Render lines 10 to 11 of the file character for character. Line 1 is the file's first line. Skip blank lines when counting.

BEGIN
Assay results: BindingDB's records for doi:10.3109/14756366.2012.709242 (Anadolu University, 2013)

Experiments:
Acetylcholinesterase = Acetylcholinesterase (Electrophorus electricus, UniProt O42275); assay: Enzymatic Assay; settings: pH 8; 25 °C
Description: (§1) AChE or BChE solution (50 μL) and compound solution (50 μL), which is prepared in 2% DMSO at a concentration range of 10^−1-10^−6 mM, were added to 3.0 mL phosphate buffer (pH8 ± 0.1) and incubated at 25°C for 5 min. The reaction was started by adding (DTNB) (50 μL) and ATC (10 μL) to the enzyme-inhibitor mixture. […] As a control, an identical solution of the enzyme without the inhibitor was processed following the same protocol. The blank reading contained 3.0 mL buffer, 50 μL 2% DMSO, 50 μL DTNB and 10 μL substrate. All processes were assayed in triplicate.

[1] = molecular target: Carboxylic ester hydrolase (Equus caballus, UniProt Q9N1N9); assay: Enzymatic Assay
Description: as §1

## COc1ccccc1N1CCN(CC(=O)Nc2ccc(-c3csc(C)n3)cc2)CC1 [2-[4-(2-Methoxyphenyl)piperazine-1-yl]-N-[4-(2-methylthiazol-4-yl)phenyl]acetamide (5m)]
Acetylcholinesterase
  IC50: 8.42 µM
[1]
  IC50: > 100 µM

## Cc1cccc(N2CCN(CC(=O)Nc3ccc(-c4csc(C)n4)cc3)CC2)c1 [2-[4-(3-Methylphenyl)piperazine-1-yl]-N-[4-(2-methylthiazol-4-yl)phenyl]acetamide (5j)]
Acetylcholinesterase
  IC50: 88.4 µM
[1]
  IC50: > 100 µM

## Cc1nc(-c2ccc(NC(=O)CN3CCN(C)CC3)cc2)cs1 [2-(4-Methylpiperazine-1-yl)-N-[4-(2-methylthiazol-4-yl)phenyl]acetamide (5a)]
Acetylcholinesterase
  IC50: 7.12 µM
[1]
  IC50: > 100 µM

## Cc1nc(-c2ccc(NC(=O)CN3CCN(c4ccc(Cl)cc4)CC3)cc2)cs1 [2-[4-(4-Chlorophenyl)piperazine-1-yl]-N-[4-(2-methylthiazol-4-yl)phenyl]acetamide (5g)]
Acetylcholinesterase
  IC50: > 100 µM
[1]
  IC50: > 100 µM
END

[1]
  IC50: > 100 µM